Fact of the Week
Fact of the Week
According to an analysis conducted for the New York Times, the 1990s
economic boom was a bust for the middle class and poor in the United States.
In Washington, D.C., for example, the average income of families in the
wealthiest fifth of the population, once adjusted for inflation, grew to 24
times the average in the bottom fifth, up from 18 times.
The Bush Administration and Republicans in Congress have responded to these
changes in income by cutting the taxes of the rich, increasing the national debt
and tapping social security reserves to cover budget deficits.
New York Times, 31 August 2001.
Our Picks for Links of the Week: 2 September 2001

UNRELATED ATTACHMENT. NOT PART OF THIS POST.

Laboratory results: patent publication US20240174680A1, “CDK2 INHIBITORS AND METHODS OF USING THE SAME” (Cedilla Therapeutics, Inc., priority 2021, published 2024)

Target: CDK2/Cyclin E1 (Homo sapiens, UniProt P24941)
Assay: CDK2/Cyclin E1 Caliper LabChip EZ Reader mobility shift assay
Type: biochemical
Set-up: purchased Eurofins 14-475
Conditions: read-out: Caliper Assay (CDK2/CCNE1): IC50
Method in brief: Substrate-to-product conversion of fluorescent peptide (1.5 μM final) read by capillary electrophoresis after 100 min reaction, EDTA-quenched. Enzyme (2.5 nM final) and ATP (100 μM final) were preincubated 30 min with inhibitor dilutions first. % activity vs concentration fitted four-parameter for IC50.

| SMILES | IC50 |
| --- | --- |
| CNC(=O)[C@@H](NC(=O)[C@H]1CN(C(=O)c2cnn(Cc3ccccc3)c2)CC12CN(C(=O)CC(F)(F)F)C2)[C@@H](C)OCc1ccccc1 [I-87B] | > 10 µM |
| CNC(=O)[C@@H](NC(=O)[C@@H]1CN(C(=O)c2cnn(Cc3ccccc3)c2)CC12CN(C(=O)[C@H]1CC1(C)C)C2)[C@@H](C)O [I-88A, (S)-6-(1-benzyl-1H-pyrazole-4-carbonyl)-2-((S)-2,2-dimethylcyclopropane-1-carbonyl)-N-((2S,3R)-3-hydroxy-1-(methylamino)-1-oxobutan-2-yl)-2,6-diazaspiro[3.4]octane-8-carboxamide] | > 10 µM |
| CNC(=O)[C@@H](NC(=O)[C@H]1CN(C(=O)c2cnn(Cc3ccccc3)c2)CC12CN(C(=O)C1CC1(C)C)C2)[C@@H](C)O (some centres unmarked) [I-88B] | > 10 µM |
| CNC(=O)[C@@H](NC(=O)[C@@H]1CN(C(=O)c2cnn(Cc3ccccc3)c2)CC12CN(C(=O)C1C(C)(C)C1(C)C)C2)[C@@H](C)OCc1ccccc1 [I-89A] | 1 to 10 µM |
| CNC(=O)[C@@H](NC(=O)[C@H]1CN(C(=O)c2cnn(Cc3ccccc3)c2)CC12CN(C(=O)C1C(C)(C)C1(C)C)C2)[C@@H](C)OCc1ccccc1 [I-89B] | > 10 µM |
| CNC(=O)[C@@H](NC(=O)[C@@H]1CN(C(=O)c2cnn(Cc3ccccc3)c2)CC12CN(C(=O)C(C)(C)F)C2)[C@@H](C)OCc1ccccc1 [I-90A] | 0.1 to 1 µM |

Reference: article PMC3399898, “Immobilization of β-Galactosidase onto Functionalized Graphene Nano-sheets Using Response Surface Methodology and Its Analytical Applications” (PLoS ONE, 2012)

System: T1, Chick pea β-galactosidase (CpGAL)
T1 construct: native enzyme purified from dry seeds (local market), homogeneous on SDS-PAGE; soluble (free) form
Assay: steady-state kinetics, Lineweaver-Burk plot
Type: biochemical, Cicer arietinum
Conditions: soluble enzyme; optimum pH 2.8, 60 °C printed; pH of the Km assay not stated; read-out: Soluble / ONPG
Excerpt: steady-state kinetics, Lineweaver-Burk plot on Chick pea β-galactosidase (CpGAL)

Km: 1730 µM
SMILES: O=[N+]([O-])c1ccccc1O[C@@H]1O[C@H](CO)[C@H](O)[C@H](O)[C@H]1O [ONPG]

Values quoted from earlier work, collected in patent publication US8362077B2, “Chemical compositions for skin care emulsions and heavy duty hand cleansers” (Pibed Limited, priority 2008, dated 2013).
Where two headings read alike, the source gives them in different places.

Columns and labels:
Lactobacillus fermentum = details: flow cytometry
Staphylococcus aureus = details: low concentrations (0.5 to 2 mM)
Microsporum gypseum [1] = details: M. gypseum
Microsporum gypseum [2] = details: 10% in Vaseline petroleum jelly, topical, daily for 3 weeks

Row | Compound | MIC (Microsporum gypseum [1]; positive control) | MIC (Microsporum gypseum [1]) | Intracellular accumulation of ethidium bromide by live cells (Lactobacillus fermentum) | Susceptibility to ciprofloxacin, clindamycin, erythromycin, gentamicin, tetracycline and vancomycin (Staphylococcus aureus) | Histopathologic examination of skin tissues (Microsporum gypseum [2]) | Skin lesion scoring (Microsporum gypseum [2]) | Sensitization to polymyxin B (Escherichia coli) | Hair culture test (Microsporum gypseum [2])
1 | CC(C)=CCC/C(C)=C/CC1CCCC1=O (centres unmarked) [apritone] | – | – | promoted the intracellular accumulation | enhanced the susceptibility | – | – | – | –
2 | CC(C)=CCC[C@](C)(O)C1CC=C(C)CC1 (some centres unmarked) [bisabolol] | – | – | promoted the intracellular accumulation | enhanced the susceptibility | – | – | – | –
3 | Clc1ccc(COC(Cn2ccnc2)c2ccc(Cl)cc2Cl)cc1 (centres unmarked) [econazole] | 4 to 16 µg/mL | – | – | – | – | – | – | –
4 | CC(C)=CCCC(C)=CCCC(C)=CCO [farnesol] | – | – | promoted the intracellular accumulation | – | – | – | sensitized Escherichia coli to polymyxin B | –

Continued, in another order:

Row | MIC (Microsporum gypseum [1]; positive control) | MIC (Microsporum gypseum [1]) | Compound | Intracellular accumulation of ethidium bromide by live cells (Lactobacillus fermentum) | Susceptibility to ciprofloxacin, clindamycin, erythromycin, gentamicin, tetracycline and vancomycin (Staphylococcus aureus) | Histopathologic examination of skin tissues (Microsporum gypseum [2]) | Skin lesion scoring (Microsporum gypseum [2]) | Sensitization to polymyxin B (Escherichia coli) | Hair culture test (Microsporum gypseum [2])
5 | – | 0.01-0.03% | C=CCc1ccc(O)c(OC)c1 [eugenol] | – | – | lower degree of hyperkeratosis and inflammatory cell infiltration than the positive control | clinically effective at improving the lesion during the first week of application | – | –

New Accusations of a Vatican Role in Anti-Semitism: A new book argues that
the Vatican laid the intellectual foundation for Anti-Semitism in the 19th
and 20th centuries (Emily Eakin, New York Times).
Slavery in the 21st Century: There are 27 million people enslaved today,
more than ever before (Sydney Morning Herald).
Bush's Energy Plan Bares Industry Clout: The findings of Dick Cheney's task
force boosted the interests of the corporate executives it consulted (Judy
Pasternak, Los Angeles Times).
Reflections on a Gelded Donkey: Rather than a commitment to principles,
the Democrats have shown little more than a will to win at any costs. (E. C. Fish,
Painted Black: The billionaire founder of Black Entertainment Television
would like you to think that he speaks for all African-Americans
(Jonathan Chait, The New Republic).
A Fair and Free Election: There is finally some good news from East Timor
(John Aglionby, The Guardian).
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